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Tuesday, 22 December 2009

King penguin chick born at Edinburgh Zoo

I know it doesn't sound a major announcement that a king penguin chick has been born at Edinburgh Zoo.

However, its the first one born at Edinburgh Zoo for some five years now and that's the important part.

The unnamed chick (until its sex is known) is related to Edinburgh Zoos most famous penguin Sir Nils Olav - you know, the one who was awarded a knighthood by the Norwegian King's Guard?

In 1972, the chosen king penguin was awarded the ‘rank’ of Lance Corporal and named Nils Olav (after Nils Egelien and Norway’s then King Olav). On subsequent visits to the Scottish capital Nils was promoted to Corporal in 1982, Sergeant (1987), regimental Sergeant Major (1993), Honourable Regimental Sergeant Major (2001), Honorary Colonel-in-Chief in 2005 and Sir in August 2008.

Anyway the chick is two months old now and yesterday was allowed out of its special pen, it will keep it's fluffy brown feathers until it is 10 months old when it will then grow it's black and white waterproof coat.

If a king penguin lays an egg the others can often become jealous and try and take the egg for themselves, resulting in the egg becoming damaged. So to help protect the new chick, the keepers fenced off the parents and the chick from the other king penguins.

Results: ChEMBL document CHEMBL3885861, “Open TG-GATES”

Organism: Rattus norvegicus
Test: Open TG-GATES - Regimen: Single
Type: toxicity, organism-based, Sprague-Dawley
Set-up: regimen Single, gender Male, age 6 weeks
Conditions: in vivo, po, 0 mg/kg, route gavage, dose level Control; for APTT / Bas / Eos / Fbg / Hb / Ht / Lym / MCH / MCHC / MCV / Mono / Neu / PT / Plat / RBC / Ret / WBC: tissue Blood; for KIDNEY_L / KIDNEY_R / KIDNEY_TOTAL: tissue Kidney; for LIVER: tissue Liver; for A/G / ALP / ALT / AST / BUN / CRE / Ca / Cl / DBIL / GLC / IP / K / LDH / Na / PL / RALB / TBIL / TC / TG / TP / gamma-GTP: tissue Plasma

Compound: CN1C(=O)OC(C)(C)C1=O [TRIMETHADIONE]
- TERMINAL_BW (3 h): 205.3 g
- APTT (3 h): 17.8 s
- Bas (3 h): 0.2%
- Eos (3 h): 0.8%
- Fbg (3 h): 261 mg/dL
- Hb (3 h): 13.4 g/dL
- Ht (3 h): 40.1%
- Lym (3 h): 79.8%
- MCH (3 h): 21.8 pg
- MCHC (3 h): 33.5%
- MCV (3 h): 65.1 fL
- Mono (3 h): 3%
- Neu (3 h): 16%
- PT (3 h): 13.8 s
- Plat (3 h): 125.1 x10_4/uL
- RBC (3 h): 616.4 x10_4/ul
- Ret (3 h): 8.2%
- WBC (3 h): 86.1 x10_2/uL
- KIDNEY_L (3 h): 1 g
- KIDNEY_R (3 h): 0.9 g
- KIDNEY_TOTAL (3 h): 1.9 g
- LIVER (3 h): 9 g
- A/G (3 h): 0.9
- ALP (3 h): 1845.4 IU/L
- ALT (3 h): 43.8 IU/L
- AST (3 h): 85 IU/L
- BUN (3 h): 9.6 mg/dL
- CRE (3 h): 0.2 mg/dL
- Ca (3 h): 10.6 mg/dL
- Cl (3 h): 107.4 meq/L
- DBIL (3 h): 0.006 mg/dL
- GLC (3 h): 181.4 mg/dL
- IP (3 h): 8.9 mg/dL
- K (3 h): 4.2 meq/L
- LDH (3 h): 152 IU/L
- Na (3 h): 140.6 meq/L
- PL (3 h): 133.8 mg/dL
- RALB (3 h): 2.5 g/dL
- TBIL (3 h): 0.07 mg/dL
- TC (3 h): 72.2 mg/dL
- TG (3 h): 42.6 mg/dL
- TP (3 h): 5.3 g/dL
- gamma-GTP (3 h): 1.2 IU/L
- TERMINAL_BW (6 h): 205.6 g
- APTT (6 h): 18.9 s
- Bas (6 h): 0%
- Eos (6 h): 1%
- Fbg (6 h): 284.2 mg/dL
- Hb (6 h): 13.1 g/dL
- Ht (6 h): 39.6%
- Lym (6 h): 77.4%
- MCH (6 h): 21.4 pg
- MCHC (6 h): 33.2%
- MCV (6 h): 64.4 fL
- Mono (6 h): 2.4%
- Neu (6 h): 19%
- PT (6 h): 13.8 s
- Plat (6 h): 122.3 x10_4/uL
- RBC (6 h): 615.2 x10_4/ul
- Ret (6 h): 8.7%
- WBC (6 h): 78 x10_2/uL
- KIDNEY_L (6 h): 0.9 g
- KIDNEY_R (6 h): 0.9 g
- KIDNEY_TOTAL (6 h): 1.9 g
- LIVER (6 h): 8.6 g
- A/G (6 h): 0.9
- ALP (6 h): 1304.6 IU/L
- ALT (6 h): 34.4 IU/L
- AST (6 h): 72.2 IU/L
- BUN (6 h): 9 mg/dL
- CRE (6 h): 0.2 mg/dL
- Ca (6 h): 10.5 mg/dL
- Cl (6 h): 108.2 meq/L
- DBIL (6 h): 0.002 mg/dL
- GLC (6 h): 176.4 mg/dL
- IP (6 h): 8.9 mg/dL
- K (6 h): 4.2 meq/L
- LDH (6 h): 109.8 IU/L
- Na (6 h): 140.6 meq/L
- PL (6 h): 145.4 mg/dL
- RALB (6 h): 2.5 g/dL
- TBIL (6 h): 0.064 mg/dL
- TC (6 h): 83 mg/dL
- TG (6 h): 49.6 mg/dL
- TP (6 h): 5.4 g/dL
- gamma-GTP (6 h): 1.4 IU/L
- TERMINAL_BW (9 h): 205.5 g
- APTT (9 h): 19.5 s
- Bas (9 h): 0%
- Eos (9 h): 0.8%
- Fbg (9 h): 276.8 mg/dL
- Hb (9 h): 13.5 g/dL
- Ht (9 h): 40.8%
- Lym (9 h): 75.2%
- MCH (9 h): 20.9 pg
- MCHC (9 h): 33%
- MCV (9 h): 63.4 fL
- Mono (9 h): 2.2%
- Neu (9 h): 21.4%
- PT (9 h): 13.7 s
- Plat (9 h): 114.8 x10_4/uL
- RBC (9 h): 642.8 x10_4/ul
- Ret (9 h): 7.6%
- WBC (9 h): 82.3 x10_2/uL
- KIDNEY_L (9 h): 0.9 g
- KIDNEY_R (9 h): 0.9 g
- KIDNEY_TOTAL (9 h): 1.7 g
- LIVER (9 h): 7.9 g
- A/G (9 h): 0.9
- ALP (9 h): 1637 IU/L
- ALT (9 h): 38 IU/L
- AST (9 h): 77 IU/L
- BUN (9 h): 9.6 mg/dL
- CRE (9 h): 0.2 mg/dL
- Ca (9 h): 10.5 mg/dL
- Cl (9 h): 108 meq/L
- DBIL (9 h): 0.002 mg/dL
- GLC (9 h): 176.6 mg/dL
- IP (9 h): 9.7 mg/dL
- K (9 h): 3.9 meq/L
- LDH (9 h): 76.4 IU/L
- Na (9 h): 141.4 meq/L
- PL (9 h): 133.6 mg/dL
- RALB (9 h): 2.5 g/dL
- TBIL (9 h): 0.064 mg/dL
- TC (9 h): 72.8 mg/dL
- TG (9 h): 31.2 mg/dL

Seriously though, this is a great achievement for the conservation team at the Zoo.

Here is an extract from the Edinburgh Zoo website, to read the full piece, click on the following link; Edinburgh Zoo is world famous for its penguins, being the first zoo ever to exhibit and breed them. This is why Edinburgh Zoo has a penguin as its logo. It was the arrival of three king penguins from a Christian Salvesen Whaling expedition in January 1914, and the subsequent first successful hatching of a king penguin chick in 1919, that made the Zoo famous all over the world, for these were the first penguins ever seen outside their South Atlantic homeland.

Lynda Burrill, Penguin Keeper, said:

“This chick was a total surprise to us. King penguins normally lay eggs in June and July but this egg arrived in late August. In October the chick started to break out of the egg and a couple of days later the new arrival emerged! It’s a feisty little character – if one of the other adults gets too close it will stand up for itself and have a peck at them. It will hopefully be fully integrated into the group in the next week or so.”

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